Abstract

The use of horizontal drilling is gaining widespread frequency throughout the world. Production results from many horizontal wells have been disappointing, and it is believed that when this has occurred in situations where viable reservoir quality has been present, near wellbore formation damage effects have been a major contributor to the marginal flow performance. Due to the fact that most horizontal wells are completed in an open hole fashion, even relatively shallow invasive near-wellbore damage (that would be penetrated by conventional perforation practices in cased and cemented vertical completions) may substantially impede flow. Drilling induced damage may include fines mobilization, invasion of mud solids, mechanical glazing, phase trapping or chemical reactivity between invading fluids and the formation matrix or in-situ fluids. Calculations illustrate how the permeability of horizontal wells can be reduced dramatically by high near wellbore skins and how this damage effect is attenuated as horizontal to vertical permeability ratio is increased (such as in highly laminated sands). They also illustrate how damage effects are reduced in situations of high vertical permeability, such as formations containing natural vertical fractures which are penetrated by the horizontal well. Underbalanced drilling is discussed as a solution to some horizontal well formation damage problems, and the importance of maintaining a continuous underbalance pressure condition during the entire drilling operation to obtain optimum results is emphasised. A list of reservoir parameters which should be evaluated to design an effective drilling program is presented, and a brief discussion of special core analytical techniques used to optimize drilling fluid and drilling process design is presented.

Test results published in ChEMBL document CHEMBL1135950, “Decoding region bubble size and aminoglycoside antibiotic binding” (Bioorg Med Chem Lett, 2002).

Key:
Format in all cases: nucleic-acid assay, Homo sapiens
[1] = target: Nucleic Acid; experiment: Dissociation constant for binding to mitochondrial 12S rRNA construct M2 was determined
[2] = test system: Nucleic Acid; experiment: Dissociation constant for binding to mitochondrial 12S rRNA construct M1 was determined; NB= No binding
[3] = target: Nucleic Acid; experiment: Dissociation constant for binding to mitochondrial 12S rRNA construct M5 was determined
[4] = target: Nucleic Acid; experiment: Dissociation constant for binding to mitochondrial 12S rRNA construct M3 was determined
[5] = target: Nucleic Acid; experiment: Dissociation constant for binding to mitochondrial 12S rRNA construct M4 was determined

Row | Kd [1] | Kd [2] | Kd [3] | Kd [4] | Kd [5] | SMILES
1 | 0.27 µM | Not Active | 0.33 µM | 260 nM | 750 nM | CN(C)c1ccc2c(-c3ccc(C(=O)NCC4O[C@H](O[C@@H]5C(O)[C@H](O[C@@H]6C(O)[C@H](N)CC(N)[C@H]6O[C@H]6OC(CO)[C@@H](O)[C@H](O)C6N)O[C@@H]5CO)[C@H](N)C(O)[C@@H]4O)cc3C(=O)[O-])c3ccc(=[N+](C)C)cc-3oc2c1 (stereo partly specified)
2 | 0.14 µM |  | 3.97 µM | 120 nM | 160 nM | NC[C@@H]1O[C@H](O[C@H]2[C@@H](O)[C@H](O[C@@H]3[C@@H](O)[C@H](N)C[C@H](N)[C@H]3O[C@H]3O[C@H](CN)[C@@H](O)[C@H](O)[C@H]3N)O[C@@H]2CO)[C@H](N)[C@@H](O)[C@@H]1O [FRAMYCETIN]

Introduction

Horizontal wells are being utilized throughout the world in an ever increasing fashion to attempt to increase production rates by maximizing reservoir exposure, targeting multiple zones, reducing drawdowns to minimize premature water or gas coning problems, exploit thin pay zones and, more recently in such processes as steam-assisted gravity drainage and as injectors and producers in secondary and tertiary enhanced oil recovery processes. Underbalanced drilling using horizontal well technology has also increased as a means of attempting to increase productivity from horizontal wells by reducing formation damage, improve ROP and reduce drilling and stuck pipe problems in severe lost circulation zones.

The use of conventional technology to drill and complete horizontal wells has resulted in disappointing results in many applications, due to what is believed to be formation damage effects. This paper reviews near wellbore skin damage from a mechanistic view in horizontal vs vertical completions, highlights reasons why formation damage effects may be more significant in horizontal vs vertical well applications and reviews current technology levels which are being utilized to attempt to reduce formation damage effects in horizontal well applications.

Mechanism of Formation Damage During Drilling of Horizontal Wells

Mechanisms of formation damage which may be operative in reducing the productivity of horizontal wells have been discussed in the literature by various authors.

These damage mechanisms can be grouped into several major categories, these being:

Fines Migration. Fines migration is the motion of naturally pre-existing particulate matter in the pore system. P. 827

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